Linting Ruby Code

Miguel Palhas

Miguel Palhas on

Linting Ruby Code

Linting is the process of statically analyzing code in search of potential problems.

What constitutes a problem, in this case, can vary across programming languages, or even across projects within the same language. I would put these problems under a few different categories:

  • Programmatic
  • Security
  • Stylistic
  • Performance

Let's take a look at a few examples of each.

Stylistic Problems

There's no objectively right way of styling code, as it's all about the reader's preference. The key is consistency though. Common points of debate include:

  1. double-quotes vs single-quotes
  2. tabs vs space
  3. maximum line length
  4. indentation of multiline calls, as shown below:
# always single-line foo(:a, :b, :c) # aligned with first argument foo(:a, :b, :c ) # aligned with function name foo( :a, :b )

These are entirely subjective, but it's usually beneficial to agree on a standard for each particular project, to keep the entire codebase consistent.

Programmatic Problems

I include here such problems as:

  • Extremely long method bodies, which leads to readability & maintainability issues
  • Cyclomatic Complexity, a metric commonly used to measure code complexity
  • Assignments within conditions. Most likely, if you type if x = true, you actually meant if x == true. and even if you did mean an assignment, it's still a less-intuitive approach

Security Problems

Some functions or practices have potential security problems that developers may not be aware of.

For instance, in Ruby, Kernel#open is a flexible function that allows opening files or external URLs. But it also allows arbitrary filesystem access, with weird calls such as open("| ls"). Therefore, it is sensible to warn developers about it so that they can either use a safer approach (File#open, IO.popen, URI.parse#open), or explicitly decide to keep the behavior at their own risk.

Performance Problem

There are many details about Ruby's inner workings that make some options more performant than others, depending on the context.

A linter warning us about them helps us learn along the way while optimizing some details of our program.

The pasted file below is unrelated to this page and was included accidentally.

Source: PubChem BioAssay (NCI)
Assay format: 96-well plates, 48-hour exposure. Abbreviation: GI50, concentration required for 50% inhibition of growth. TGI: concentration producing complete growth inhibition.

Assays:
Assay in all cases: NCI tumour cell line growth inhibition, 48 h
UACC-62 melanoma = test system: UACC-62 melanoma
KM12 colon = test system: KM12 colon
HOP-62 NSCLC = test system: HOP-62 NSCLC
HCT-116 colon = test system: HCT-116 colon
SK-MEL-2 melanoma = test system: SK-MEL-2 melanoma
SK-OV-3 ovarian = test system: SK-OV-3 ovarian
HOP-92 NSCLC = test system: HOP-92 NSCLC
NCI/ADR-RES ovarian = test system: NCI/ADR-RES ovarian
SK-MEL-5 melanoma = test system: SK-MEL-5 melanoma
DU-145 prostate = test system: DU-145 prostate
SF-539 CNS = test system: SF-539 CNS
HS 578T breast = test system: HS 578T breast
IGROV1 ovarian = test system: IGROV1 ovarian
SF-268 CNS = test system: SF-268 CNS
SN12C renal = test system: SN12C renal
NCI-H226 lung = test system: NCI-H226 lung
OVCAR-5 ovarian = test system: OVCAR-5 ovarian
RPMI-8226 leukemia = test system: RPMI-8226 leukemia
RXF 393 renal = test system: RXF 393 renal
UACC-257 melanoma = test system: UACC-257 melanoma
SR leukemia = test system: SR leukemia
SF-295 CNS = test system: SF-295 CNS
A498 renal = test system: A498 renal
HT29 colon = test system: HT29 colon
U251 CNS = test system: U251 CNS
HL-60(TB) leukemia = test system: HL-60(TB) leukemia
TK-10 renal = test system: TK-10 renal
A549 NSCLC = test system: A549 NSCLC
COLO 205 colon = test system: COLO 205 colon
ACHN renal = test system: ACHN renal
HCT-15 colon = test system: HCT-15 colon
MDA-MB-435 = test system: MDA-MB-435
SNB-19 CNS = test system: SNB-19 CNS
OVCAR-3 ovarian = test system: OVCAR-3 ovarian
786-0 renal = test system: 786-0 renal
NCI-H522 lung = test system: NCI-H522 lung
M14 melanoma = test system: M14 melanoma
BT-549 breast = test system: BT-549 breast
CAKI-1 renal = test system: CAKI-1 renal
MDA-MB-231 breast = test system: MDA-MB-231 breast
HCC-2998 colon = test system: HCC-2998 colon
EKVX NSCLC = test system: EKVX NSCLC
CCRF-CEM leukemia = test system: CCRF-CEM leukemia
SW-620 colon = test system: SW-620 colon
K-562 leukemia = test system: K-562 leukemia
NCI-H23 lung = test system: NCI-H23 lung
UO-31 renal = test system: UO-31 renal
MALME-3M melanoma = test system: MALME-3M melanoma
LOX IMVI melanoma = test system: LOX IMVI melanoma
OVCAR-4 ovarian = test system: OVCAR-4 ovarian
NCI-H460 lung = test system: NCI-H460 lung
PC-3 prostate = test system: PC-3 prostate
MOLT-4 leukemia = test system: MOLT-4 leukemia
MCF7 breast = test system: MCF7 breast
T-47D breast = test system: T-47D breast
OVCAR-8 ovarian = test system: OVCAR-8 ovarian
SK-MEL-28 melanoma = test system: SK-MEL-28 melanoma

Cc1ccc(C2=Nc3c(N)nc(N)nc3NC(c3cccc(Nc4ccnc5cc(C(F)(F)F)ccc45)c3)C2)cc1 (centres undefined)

For example, Ruby 2.5 introduced String#delete_suffix which deletes a substring from the end of a string. These two lines are equivalent, but the latter one is more performant since it doesn't rely on a generic string regex match:

str = 'string_with_suffix' # bad str.gsub(/suffix\z/, '') # good str.delete_suffix('suffix')

Auto Fixing

An important aspect of linters is their ability to automatically fix some or all of the found issues. Styling aspects such as line length are easily automated, so it makes sense to remove that burden from the developer. Other issues might be subjective or require human intervention, such as refactoring a large method. In these cases, no automation is possible.

Convention or Configuration

There is often heavy debate within a community or project on which rules make sense.

The traditional solution is to allow each team to solve the debate within its members by allowing them to configure linting rules to their own taste. However, in recent years, there has been a push across several languages to standardize to a single convention. While this isn't enforced everywhere, the general idea is to entirely remove the mental overhead developers have when styling code. Instead of discussing which line length works best, everyone just uses the community-agreed rules.

In Ruby, this more or less translates to the two existing linters: RuboCop, which allows full-configuration and StandardRB, which takes the opposite approach and defines a common standard.


Employes the usual approach of providing a documented set of rules, each of which looks for a particular problem. Developers are able to disable or tweak certain rules within their own projects: